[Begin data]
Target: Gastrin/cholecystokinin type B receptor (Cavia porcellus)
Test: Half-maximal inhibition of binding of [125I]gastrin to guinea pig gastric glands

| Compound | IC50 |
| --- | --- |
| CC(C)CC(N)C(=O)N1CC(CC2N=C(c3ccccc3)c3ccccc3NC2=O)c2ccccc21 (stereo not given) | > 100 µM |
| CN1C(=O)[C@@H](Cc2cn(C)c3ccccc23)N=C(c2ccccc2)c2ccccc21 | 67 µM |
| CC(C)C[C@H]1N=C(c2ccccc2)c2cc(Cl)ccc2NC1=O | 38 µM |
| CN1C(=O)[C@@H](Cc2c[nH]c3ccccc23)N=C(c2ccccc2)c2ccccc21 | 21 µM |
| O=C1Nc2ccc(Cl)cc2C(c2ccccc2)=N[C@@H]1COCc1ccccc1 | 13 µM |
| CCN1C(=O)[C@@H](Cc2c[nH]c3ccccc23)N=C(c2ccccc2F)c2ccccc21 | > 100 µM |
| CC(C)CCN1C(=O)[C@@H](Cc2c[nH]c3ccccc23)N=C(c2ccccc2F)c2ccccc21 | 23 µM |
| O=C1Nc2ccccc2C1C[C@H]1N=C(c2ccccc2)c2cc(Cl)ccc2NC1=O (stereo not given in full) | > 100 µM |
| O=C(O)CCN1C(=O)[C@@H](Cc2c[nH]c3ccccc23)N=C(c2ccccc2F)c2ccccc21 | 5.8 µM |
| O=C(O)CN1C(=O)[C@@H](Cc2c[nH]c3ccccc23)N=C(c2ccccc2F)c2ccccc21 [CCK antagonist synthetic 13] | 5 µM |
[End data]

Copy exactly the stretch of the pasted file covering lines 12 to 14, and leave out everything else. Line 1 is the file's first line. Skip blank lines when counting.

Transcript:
| O=C1Nc2ccccc2C1C[C@H]1N=C(c2ccccc2)c2cc(Cl)ccc2NC1=O (stereo not given in full) | > 100 µM |
| O=C(O)CCN1C(=O)[C@@H](Cc2c[nH]c3ccccc23)N=C(c2ccccc2F)c2ccccc21 | 5.8 µM |
| O=C(O)CN1C(=O)[C@@H](Cc2c[nH]c3ccccc23)N=C(c2ccccc2F)c2ccccc21 [CCK antagonist synthetic 13] | 5 µM |